His viewpoint contends that "Moving the P value threshold from .05 to .005 will shift about one-third of the statistically significant results of past biomedical literature to the category of just 'suggestive.' This shift is essential for those who believe (perhaps crudely) in black and white significant or nonsignificant categorizations."

"What Are We Trying to Answer?"

It's not a new idea, and Ioannidis references a number of past critiques and proposals for moving away from traditional P value thresholds, including a recent one calling for a new standard of .005.

Ioannidis himself has a long history of raising flags about the issue and other standards by which study results, and the publications reporting them, are rated. And it has been 13 years since his own manifesto on the subject, titled "Why Most Published Research Findings Are False."

Sanjay Kaul, MD, Cedars Sinai Medical Center, Los Angeles, who was not involved in the published viewpoint, expressed support for the idea that the .05 threshold for P should be tightened up. He noted for theheart.org | Medscape Cardiology that a few journals have insisted on smaller P value thresholds to gauge the strength of results, while others have been discouraging the use of P values at all.

He said he has supported the use of Bayesian analysis, "which overcomes the shortcomings of P values," as at least one alternative.

That method, writes Ioannidis, should be broadly applicable to different types of research, as should the metrics that show effect sizes and uncertainty intervals. Regardless of the metrics used, they should be suitable to the type of research.

"We need to think for each study and each question that we are asking: why are we doing it, and what are we trying to answer? And then we can select the metric and the tool that will specifically look at what we want to answer. And this is very rarely a P value," he said in an interview.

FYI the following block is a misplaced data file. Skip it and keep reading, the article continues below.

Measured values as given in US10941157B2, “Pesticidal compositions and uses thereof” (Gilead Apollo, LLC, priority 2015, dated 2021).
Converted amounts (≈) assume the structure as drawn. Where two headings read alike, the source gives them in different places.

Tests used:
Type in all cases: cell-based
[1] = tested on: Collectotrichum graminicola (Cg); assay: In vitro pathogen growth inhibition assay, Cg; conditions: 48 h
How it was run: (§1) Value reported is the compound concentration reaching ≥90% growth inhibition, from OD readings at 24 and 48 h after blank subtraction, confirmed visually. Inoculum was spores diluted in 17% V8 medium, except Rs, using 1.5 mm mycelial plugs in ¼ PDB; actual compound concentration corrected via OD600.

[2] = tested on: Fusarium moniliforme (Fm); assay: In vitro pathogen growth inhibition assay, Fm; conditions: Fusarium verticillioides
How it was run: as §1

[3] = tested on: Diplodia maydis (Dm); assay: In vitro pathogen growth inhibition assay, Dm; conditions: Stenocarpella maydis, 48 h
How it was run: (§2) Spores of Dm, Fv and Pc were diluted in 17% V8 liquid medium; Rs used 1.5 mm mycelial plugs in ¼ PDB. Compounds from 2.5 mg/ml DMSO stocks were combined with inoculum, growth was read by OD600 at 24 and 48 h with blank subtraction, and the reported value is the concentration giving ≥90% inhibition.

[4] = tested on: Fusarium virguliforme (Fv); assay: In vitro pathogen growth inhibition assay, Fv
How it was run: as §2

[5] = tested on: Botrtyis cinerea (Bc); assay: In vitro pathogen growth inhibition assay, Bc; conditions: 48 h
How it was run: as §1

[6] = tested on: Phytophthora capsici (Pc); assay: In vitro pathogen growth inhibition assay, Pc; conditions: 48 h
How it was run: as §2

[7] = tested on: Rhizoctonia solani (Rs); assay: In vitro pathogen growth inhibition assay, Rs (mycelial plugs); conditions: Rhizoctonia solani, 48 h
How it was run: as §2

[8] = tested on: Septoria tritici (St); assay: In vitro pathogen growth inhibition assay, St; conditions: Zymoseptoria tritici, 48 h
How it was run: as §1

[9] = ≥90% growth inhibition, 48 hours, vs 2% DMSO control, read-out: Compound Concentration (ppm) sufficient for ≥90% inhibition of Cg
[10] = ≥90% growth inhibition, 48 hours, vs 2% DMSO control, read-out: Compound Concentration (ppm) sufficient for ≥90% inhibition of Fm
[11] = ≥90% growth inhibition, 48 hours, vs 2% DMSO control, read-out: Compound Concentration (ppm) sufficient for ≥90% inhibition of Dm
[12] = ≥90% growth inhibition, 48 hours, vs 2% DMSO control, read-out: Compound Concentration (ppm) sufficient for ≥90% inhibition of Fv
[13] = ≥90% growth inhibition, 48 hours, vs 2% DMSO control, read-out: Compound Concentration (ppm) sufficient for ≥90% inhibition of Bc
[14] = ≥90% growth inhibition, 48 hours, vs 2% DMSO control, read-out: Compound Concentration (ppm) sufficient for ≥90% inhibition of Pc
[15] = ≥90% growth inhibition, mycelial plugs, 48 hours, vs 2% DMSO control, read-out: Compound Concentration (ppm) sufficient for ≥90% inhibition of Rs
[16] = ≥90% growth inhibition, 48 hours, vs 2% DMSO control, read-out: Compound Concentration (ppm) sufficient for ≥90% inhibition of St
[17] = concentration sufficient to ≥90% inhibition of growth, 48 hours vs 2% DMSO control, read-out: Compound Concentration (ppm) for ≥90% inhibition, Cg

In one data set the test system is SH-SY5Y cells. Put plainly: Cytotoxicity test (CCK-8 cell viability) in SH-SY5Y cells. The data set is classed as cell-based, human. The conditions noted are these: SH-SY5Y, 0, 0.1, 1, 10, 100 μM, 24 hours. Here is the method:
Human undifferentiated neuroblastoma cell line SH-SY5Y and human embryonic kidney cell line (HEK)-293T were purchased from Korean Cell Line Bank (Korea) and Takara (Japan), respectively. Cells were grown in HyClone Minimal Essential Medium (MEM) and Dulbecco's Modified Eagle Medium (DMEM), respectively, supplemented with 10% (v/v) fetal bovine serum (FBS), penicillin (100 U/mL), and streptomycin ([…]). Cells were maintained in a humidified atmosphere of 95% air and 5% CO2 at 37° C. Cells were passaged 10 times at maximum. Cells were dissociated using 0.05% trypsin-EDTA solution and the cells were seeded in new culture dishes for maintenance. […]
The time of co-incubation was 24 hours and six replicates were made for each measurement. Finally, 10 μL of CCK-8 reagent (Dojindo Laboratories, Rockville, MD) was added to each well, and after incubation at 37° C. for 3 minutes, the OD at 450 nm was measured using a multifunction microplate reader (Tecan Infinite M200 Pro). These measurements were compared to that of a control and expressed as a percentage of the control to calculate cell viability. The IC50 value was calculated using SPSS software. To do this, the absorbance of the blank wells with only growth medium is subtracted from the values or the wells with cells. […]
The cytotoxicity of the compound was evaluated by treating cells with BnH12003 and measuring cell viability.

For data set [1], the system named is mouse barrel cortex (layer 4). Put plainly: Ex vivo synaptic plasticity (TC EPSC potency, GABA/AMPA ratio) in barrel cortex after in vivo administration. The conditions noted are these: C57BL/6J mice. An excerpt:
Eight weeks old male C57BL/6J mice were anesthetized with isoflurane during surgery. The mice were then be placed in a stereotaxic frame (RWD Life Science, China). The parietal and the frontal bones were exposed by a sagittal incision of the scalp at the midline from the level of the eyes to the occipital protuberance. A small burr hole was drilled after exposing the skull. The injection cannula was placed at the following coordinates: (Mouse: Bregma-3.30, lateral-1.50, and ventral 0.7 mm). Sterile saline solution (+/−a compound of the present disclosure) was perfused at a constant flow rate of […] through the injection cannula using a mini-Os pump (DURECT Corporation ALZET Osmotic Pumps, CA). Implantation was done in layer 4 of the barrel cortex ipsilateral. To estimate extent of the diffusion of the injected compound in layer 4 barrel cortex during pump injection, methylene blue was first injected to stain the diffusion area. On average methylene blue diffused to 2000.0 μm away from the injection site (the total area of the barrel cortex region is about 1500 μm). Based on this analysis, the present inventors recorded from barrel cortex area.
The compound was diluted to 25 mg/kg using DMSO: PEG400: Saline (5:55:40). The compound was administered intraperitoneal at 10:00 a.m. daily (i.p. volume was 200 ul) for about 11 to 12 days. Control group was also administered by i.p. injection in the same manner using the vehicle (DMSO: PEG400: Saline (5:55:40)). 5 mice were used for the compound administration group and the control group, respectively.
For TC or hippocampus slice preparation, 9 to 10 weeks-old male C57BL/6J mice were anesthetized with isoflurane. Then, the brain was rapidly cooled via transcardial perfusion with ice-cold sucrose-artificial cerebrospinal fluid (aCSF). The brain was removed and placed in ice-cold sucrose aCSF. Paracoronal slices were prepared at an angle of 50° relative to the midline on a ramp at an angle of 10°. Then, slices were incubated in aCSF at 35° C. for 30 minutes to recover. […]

For now, widely adopting P < .005 as the standard for significance would be a step in the right direction, probably "for any type of study design," whether randomized trial, meta-analysis, or observational study, he said — although even that level "is probably very lenient" for observational studies.

"For observational results, like associations of diet or lifestyle with cardiovascular outcomes or cancer or stroke, I'd go with thresholds that are much lower, like 10-6. In genetics, people use thresholds like 10-8."

According to Kaul, "Results of observational studies and meta-analyses are most likely going to benefit from implementing a lower P value threshold." Even the US Food and Drug Administration, he said, has endorsed a P value of <.001 for meta-analyses of safety events, and it would be a good idea "if the journal editors followed the lead of the FDA in this regard."

Ioannidis reports being a member of the panel working on the American Statistical Association statement and an author of the article proposing decreasing the threshold of statistical significance. Kaul has reported being a consultant or advisor for Boehringer Ingelheim, Eli Lilly, and Novo Nordisk.

JAMA. Published online March 22, 2018. Abstract

Follow Steve Stiles on Twitter: @SteveStiles2. For more from theheart.org | Medscape Cardiology, follow us on Twitter and Facebook.